At the time of European settlement, black bears occupied all of Maryland. As settlers moved westward, valuable habitat was lost. By the 1950s, only a few bears remained in
far western Maryland. Due to habitat recovery and regional conservation programs, Maryland is now home to a healthy population of bears.
Currently, Maryland has a breeding population of black bears in the four westernmost counties (Garrett, Allegany, Washington, and Frederick). Although evidence of a breeding population is confined to those western counties, the Department receives several sightings and complaints in central and southern counties each year. To Report Bear Related Emergencies Call 1-410-260-8888.
Black Bear Fact Sheet
What To Do If You See a Bear
Living with Black Bears/Visiting Bear Country
There are more than 2,000 adult and subadult black bears roaming the occupied counties of Maryland (Garrett, Allegany, Washington, and Frederick Counties) with sightings common throughout much of the state. Counties are considered to be occupied if a breeding
population is documented.
Although Maryland biologists have researched and estimated the population size it is important to understand that the population of black bears is in a constant state of flux due to the large home range of these mammals and to their seasonal movements. In January and February, female black bears (sows) give birth in their dens every other year. Although the cubs are capable of independence within six months (by June), the family group often will stay together until the sow is ready to breed again the following year in June.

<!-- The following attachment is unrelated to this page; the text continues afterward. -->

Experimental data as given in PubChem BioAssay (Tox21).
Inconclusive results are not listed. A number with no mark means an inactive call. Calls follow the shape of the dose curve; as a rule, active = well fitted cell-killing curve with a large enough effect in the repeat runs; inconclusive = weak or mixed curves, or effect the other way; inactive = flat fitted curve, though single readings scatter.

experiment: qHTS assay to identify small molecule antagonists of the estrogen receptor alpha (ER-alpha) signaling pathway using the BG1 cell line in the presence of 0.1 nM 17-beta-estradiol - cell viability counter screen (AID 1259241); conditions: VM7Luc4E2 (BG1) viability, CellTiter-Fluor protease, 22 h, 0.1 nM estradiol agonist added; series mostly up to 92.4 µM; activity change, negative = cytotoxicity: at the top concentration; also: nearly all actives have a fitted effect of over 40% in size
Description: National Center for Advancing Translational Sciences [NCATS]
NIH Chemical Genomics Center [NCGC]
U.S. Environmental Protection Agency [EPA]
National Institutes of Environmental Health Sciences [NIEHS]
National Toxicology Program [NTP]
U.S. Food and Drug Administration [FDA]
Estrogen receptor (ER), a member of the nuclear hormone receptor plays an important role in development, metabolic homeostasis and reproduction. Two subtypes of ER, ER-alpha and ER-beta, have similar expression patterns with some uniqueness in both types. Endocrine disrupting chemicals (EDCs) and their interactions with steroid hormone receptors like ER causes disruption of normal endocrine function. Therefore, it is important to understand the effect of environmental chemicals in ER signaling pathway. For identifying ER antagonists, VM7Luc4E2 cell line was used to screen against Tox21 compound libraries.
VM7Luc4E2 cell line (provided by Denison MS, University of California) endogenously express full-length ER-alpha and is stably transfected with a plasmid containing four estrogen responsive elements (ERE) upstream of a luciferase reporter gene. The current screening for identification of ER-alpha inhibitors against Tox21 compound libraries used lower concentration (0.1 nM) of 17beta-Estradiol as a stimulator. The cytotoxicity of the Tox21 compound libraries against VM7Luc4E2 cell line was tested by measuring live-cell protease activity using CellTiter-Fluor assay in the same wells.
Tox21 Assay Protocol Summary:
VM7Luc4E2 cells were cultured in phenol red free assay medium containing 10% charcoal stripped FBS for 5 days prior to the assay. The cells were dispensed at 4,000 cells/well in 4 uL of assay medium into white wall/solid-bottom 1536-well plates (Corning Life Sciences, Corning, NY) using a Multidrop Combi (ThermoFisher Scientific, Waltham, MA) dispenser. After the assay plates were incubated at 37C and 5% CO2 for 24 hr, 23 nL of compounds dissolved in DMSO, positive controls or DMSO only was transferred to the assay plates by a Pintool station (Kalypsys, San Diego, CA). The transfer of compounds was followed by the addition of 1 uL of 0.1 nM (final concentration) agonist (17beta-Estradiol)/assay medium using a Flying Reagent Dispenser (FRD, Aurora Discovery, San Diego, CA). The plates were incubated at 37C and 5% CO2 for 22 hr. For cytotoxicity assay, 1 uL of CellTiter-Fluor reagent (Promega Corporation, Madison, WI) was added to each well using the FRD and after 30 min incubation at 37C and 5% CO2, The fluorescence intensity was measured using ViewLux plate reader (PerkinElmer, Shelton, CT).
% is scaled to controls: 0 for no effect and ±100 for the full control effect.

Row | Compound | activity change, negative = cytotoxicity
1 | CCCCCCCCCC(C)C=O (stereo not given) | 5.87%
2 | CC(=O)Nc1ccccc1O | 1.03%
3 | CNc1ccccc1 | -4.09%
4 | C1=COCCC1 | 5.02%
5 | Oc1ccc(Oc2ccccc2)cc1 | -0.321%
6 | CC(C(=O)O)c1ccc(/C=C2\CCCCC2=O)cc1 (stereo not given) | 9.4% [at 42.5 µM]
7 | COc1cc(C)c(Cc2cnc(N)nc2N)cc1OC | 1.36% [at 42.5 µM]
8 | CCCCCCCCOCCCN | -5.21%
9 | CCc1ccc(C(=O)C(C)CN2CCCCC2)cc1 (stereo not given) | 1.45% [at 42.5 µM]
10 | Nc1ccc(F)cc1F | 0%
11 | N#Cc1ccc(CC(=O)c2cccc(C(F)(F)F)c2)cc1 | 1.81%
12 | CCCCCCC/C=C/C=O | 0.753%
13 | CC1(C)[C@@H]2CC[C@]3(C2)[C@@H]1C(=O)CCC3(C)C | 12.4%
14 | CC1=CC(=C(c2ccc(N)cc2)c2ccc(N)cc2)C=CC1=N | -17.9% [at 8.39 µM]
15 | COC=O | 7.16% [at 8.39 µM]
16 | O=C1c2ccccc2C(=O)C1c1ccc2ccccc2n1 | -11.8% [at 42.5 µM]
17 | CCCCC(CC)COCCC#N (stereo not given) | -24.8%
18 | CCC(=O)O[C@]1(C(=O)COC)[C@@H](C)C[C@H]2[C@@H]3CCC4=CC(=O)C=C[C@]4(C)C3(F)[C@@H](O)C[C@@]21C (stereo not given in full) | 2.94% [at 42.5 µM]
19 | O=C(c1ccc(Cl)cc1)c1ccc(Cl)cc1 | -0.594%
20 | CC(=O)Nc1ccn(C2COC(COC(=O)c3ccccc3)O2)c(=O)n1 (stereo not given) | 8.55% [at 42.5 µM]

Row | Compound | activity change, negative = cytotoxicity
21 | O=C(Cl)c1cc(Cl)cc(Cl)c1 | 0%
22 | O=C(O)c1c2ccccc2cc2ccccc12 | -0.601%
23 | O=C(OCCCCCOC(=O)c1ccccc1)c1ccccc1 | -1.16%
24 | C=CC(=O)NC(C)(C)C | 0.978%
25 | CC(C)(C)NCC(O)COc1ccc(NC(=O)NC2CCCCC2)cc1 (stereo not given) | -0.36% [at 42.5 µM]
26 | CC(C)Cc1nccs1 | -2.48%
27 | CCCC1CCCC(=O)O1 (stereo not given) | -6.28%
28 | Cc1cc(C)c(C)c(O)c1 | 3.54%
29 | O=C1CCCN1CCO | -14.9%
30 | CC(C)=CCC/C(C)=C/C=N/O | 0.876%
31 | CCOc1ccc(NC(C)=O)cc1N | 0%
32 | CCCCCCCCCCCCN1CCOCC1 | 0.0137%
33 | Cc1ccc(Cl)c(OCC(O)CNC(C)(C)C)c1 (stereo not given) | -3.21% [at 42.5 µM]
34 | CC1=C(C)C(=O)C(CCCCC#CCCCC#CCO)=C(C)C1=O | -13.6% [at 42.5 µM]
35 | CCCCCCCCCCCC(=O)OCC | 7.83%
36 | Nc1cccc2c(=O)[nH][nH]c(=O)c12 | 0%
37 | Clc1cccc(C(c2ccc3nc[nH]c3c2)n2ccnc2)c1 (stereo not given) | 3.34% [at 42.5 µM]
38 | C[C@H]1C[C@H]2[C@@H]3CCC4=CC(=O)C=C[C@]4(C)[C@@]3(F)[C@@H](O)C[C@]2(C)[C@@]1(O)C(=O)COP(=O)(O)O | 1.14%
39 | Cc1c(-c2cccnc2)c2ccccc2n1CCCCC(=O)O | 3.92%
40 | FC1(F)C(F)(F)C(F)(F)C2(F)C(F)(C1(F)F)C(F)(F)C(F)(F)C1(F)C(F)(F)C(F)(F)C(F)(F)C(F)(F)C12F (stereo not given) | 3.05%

The young bears can travel great distances to find new territory and easy food sources. As a result, there are notable increases in bear/vehicle collisions and human/bear conflicts during this juvenile dispersal period in May through July.
Black bears have adapted to scarce winter food supplies by hibernating during winter months and will consume a great deal of calories to prepare for hibernation. Because of this activity, there is another peak in black bear movement in October and November.
The Maryland Wildlife & Heritage Service is tasked with managing black bears in Maryland. Staff carefully work to balance the needs of both the species and a diverse public. Black bear population management is necessary to reduce human-bear conflicts and damage caused by black bears. Between 2009-2019, black bears have caused a yearly average of 480+ nuisance calls and $18,400 in agricultural damages. In addition, around 60 bears are killed each year by vehicle strikes. To address these issues and others, the Wildlife and Heritage Service has created the Maryland Black Bear Management Plan as a framework for conserving Maryland black bears.The Maryland Black Bear Management Plan has six main management goals:
An Overview of the Maryland Black Bear Hunting Seasons 2004-2019
Purchase Black Bear Reimbursement Fund Stamps and
580 Taylor Ave., Annapolis MD 21401
Call toll-free in *Maryland* at 1-877-620-8DNR (8367)
Out of State: 410-260-8DNR (8367)